Trident Pokes at Broadcom's DTA Chip Lead

Comcast among first to test Trident-powered 'universal' DTAs that can run on Moto- and Cisco-based digital cable networks

Jeff Baumgartner, Senior Editor

April 7, 2010

4 Min Read
Trident Pokes at Broadcom's DTA Chip Lead

Trident Microsystems Inc. (Nasdaq: TRID) is taking a stab at a market dominated by Broadcom Corp. (Nasdaq: BRCM) with the introduction of a "universal" Digital Terminal Adapter (DTA) chipset that enables the simple channel-zapper boxes to run on Motorola Inc. (NYSE: MOT)- and Cisco Systems Inc. (Nasdaq: CSCO)-based digital cable networks.

Trident claims the chip, dubbed the CX24482, is the first to offer support for a new breed of universal DTAs (uDTAs) that conform to Comcast's specs for a "next-generation" version of the digital-to-analog converter boxes, which the MSO is using to help fuel its massive "Project Cavalry" analog reclamation project. (See Comcast Sends In the All-Digital 'Cavalry' and Comcast's $1B Bandwidth Plan .)

"We have some [uDTAs] in field trials with deployment planned for later this year," a Comcast spokeswoman told Light Reading Cable in an emailed response to questions.

Trident's chipset supports the embedded DTA security mechanisms employed by Cisco and Motorola. Cisco has yet to offer much detail about its DTA encryption approach, but Motorola's uses "Privacy Mode," a fixed-key system used by some cable video-on-demand (VoD) applications. Trident says it has achieved certification from Cisco and Combined Conditional Access Deployment and Support LLC (CCAD), the Comcast-Moto next-gen conditional access joint venture. (See Comcast Lights Up DTA Encryption .)

Trident did not say which suppliers are using the new chipset, but Mark Samuel, VP of Trident's set-top box business unit, says three to four vendors, including two "major" box makers, are already using the company's new uDTA chipset: "It is already in deployment in the field in large volumes."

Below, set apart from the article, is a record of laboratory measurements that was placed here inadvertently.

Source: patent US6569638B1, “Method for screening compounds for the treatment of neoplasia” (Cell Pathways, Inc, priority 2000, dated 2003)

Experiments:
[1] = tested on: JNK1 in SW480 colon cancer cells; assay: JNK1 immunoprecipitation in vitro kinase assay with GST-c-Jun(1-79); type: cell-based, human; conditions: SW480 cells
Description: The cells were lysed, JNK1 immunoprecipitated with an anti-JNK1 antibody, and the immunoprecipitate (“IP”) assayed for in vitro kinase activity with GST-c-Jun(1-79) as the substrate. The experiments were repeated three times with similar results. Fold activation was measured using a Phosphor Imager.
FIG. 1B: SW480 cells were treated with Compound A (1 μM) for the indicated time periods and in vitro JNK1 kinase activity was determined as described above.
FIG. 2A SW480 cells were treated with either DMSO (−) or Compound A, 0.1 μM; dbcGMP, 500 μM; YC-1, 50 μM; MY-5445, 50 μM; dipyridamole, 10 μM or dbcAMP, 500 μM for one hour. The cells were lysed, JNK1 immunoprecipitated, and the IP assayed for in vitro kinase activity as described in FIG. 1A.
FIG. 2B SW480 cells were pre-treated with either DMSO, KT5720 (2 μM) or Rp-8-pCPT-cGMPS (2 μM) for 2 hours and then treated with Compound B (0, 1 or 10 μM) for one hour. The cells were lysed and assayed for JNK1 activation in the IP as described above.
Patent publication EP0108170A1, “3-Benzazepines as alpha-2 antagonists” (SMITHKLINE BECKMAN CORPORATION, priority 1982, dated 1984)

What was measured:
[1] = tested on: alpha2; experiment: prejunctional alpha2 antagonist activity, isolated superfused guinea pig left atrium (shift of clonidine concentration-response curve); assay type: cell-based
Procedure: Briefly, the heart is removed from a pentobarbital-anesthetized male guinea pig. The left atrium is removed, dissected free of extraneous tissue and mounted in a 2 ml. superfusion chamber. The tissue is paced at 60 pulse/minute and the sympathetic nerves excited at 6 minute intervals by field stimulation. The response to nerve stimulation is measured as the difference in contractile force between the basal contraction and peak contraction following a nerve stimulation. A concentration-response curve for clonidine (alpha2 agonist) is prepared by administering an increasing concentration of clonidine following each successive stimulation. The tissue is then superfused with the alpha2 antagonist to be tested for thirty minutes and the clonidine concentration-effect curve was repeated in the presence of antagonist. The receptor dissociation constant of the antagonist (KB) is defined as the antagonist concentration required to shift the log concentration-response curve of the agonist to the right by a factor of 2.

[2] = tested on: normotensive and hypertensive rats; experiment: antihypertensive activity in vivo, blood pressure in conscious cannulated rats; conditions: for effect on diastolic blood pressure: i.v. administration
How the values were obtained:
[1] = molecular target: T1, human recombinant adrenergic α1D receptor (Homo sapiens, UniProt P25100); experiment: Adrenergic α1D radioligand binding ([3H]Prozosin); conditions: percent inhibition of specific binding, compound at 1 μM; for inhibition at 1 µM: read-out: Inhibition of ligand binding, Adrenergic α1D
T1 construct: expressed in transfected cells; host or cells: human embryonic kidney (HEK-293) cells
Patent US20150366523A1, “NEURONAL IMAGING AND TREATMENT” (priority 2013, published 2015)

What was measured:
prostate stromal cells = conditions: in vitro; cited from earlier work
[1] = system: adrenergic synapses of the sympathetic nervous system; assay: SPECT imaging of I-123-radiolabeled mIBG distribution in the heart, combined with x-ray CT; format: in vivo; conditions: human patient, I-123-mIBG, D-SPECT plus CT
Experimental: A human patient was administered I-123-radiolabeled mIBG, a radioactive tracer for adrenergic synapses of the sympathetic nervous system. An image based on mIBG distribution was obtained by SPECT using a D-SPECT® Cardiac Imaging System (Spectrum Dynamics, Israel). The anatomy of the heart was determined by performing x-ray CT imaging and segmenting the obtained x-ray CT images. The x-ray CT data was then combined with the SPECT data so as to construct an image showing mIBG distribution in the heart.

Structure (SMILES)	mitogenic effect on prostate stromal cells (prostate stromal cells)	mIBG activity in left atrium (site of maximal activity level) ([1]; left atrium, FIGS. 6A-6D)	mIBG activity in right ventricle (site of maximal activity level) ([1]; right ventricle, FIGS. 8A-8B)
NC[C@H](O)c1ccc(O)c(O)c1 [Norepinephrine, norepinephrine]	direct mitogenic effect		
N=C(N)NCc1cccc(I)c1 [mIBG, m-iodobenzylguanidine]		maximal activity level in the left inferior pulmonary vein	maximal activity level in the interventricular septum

Motorola, Cisco, Pace plc , and Technicolor (Euronext Paris: TCH; NYSE: TCH) (formerly Thomson) are Comcast's DTA suppliers of record.

However, Huawei Technologies Co. Ltd. , which is believed to be supplying DTAs to Suddenlink Communications and Mediacom Communications Corp. with a foot in the door to do the same at Comcast, showed off a dongle-like universal DTA model at the Society of Cable Telecommunications Engineers (SCTE) Cable-Tec Expo in Denver last fall. Huawei recently obtained three-year waivers from the Federal Communications Commission (FCC) to sell two DTA models that use embedded security. (See Huawei Breaks US Set-Top Seal and Huawei Gets Box Break at the FCC .)

Comcast, meanwhile, isn't offering any details on whose uDTAs it's putting into service early on. The MSO is "working with a number of OEMs on that project," a company spokeswoman noted.

The introduction of the CX24482 marks Trident's first significant cable-related announcement since acquiring the TV and set-top box business lines of NXP Semiconductors N.V. (Nasdaq: NXPI) in February. (See Trident, NXP Seal the Deal .)

Battling with Broadcom
Trident's new chip also provides Comcast with a second source for DTA silicon, threatening Broadcom's position with the MSO.

Although Trident claims its uDTA chipset achievement as a "first," it's not the first to announce such a product. Broadcom unveiled its uDTA chipset, the BCM7002, in February. Like Trident, Broadcom's new entry is based on Comcast's next-gen DTA specs, which include an integrated 1GHz tuner and "switchable content protection" so it can adapt to Moto- and Cisco-based cable networks on the fly. (See Broadcom Chips In Next-Gen DTA.)

Broadcom hasn't released a list of uDTA customers. However, Evolution Digital LLC, which recently obtained an FCC waiver for a universal DTA, has already picked Broadcom silicon for that particular product, according to Evolution president Brent Smith. "In addition to their excellent product support, they [Broadcom] have some great features like 'fast channel change,' which dramatically improves the customer’s user experience," he told us, via email.

Zoran Corp. (Nasdaq: ZRAN) is also said to be developing silicon for DTAs but has not been linked to the Comcast project.

The new breed of universal DTA chipsets also aims to reduce the physical size, power, consumption, and overall bill of materials for the devices. The initial Comcast models, which are designed to operate only on Motorola networks, cost less than $35 per unit. (See DTAs Getting Smaller, Cheaper & 'Universal'.)

— Jeff Baumgartner, Site Editor, Light Reading Cable

About the Author(s)

Jeff Baumgartner

Senior Editor, Light Reading

Jeff Baumgartner is a Senior Editor for Light Reading and is responsible for the day-to-day news coverage and analysis of the cable and video sectors. Follow him on X and LinkedIn.

Baumgartner also served as Site Editor for Light Reading Cable from 2007-2013. In between his two stints at Light Reading, he led tech coverage for Multichannel News and was a regular contributor to Broadcasting + Cable. Baumgartner was named to the 2018 class of the Cable TV Pioneers.

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